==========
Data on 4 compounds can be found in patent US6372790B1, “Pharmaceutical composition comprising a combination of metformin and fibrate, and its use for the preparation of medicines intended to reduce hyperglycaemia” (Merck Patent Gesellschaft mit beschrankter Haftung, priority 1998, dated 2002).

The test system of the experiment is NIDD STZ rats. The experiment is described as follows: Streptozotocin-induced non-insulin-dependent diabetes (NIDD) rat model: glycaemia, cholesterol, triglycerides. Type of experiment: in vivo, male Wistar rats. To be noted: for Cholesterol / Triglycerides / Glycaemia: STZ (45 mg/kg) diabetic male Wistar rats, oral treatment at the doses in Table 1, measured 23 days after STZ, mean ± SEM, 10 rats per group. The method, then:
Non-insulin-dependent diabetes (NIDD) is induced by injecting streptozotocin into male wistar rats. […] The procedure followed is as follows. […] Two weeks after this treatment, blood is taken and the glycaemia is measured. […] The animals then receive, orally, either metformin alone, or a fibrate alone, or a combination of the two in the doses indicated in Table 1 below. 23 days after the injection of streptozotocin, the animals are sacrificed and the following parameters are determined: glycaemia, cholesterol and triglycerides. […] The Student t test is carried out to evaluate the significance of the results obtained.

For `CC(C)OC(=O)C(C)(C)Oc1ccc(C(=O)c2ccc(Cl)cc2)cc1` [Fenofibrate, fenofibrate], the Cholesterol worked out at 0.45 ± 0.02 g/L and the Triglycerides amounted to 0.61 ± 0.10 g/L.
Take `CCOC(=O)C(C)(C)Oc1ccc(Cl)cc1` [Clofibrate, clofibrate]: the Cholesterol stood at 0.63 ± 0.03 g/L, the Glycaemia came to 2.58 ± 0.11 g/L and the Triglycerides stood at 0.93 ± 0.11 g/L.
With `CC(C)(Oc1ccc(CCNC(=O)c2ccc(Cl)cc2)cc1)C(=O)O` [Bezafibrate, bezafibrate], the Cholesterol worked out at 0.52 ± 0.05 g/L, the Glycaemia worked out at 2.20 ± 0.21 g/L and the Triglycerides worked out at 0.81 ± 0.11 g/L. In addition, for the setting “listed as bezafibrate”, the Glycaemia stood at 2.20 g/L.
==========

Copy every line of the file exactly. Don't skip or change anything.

Data on 4 compounds can be found in patent US6372790B1, “Pharmaceutical composition comprising a combination of metformin and fibrate, and its use for the preparation of medicines intended to reduce hyperglycaemia” (Merck Patent Gesellschaft mit beschrankter Haftung, priority 1998, dated 2002).

The test system of the experiment is NIDD STZ rats. The experiment is described as follows: Streptozotocin-induced non-insulin-dependent diabetes (NIDD) rat model: glycaemia, cholesterol, triglycerides. Type of experiment: in vivo, male Wistar rats. To be noted: for Cholesterol / Triglycerides / Glycaemia: STZ (45 mg/kg) diabetic male Wistar rats, oral treatment at the doses in Table 1, measured 23 days after STZ, mean ± SEM, 10 rats per group. The method, then:
Non-insulin-dependent diabetes (NIDD) is induced by injecting streptozotocin into male wistar rats. […] The procedure followed is as follows. […] Two weeks after this treatment, blood is taken and the glycaemia is measured. […] The animals then receive, orally, either metformin alone, or a fibrate alone, or a combination of the two in the doses indicated in Table 1 below. 23 days after the injection of streptozotocin, the animals are sacrificed and the following parameters are determined: glycaemia, cholesterol and triglycerides. […] The Student t test is carried out to evaluate the significance of the results obtained.

For `CC(C)OC(=O)C(C)(C)Oc1ccc(C(=O)c2ccc(Cl)cc2)cc1` [Fenofibrate, fenofibrate], the Cholesterol worked out at 0.45 ± 0.02 g/L and the Triglycerides amounted to 0.61 ± 0.10 g/L.
Take `CCOC(=O)C(C)(C)Oc1ccc(Cl)cc1` [Clofibrate, clofibrate]: the Cholesterol stood at 0.63 ± 0.03 g/L, the Glycaemia came to 2.58 ± 0.11 g/L and the Triglycerides stood at 0.93 ± 0.11 g/L.
With `CC(C)(Oc1ccc(CCNC(=O)c2ccc(Cl)cc2)cc1)C(=O)O` [Bezafibrate, bezafibrate], the Cholesterol worked out at 0.52 ± 0.05 g/L, the Glycaemia worked out at 2.20 ± 0.21 g/L and the Triglycerides worked out at 0.81 ± 0.11 g/L. In addition, for the setting “listed as bezafibrate”, the Glycaemia stood at 2.20 g/L.